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I have a question about the European General Data Protection Regulation.

According to Article 13, one has to inform anyone whose personal data is collected:

  1. Where personal data relating to a data subject are collected from the data subject, the controller shall, at the time when personal data are obtained, provide the data subject with all of the following information: (...)

Article 14 might also be of relevance:

Where personal data have not been obtained from the data subject, the controller shall provide the data subject with the following information: (...)

Article 4 explains, what "personal data" means:

‘personal data’ means any information relating to an identified or identifiable natural person (‘data subject’); an identifiable natural person is one who can be identified, directly or indirectly, in particular by reference to an identifier such as a name, an identification number, location data, an online identifier (...)

(Source: http://eur-lex.europa.eu/legal-content/EN/TXT/?uri=CELEX%3A32016R0679)

Suppose, someone publishes a book, a scientific paper or an article on a blog, where he's citing a post from Facebook/Twitter/StackExchange/etc. These cited posts are "personal data", because they can be related to their accounts, which are "online identifiers" according to Article 4 of the GDPR. Would he have to inform the authors of all the posts that he cited?

  • Article 13 does not apply in this case, because you don't collect data directly from the subject. Instead Article 14 applies, because you obtain the data from a third party (Facebook/Twitter/StackExchange/etc). But your question remains valid. – wimh Aug 30 '18 at 20:06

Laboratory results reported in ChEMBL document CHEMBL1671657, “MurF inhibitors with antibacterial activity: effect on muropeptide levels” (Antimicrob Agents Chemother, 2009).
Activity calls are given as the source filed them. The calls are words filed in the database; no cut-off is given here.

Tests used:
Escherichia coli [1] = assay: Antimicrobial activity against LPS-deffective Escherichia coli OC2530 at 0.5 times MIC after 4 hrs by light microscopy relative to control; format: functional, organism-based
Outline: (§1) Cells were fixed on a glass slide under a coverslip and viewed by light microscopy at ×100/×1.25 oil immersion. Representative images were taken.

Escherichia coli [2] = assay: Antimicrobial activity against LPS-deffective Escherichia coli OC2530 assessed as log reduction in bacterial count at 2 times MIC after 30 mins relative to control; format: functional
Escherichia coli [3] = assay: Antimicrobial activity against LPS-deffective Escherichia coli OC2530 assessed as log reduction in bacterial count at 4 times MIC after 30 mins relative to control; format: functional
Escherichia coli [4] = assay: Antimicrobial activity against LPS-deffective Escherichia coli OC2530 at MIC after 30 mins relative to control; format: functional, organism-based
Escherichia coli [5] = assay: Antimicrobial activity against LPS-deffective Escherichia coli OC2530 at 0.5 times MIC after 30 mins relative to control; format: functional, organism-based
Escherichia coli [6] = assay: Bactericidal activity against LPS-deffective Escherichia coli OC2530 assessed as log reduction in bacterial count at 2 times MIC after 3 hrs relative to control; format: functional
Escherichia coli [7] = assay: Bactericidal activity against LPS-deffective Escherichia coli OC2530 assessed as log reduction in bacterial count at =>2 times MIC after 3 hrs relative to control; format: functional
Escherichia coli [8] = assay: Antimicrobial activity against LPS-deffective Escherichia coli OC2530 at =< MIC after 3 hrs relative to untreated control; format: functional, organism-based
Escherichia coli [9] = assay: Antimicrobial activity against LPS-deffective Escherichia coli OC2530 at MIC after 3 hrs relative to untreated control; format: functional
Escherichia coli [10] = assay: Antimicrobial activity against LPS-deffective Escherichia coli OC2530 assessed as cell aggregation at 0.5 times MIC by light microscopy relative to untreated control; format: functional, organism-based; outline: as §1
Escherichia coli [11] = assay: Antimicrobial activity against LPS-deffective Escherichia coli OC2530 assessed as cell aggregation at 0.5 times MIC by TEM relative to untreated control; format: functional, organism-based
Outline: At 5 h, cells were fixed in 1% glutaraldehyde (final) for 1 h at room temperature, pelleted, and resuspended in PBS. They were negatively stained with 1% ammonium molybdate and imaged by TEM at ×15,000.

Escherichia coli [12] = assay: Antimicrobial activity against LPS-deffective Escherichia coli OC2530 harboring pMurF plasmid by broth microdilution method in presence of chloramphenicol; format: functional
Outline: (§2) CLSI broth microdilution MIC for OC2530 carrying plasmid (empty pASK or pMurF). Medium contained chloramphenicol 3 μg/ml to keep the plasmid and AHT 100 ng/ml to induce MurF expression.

• Art 85.2 would come into play here. – Polygnome Sep 1 '18 at 13:20
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Taken literally, Article 14 would seem to apply in this case, and would mandate notifying persons whose work is being cited of this fact, although that might have significant practical problems.

But Article 85 section 2 says:

For processing carried out for journalistic purposes or the purpose of academic artistic or literary expression, Member States shall provide for exemptions or derogations from Chapter II (principles), Chapter III (rights of the data subject), Chapter IV (controller and processor), Chapter V (transfer of personal data to third countries or international organisations), Chapter VI (independent supervisory authorities), Chapter VII (cooperation and consistency) and Chapter IX (specific data processing situations) if they are necessary to reconcile the right to the protection of personal data with the freedom of expression and information.

Recital 153 says:

The processing of personal data solely for journalistic purposes, or for the purposes of academic, artistic or literary expression should be subject to derogations or exemptions from certain provisions of this Regulation if necessary to reconcile the right to the protection of personal data with the right to freedom of expression and information, as enshrined in Article 11 of the Charter ... In order to take account of the importance of the right to freedom of expression in every democratic society, it is necessary to interpret notions relating to that freedom, such as journalism, broadly.

That should mean that processing for such "journalistic purposes", which surely should include publishing an academic work and citing statements in such a work, would be exempt from at least some of the requirements. However, the exact nature of the exemption will be a matter for the law of each member nation, and they may differ. The question does not state in which member nation the citation and publication occurs.

So I suspect that such notification is not required, but I cannot be sure of this.

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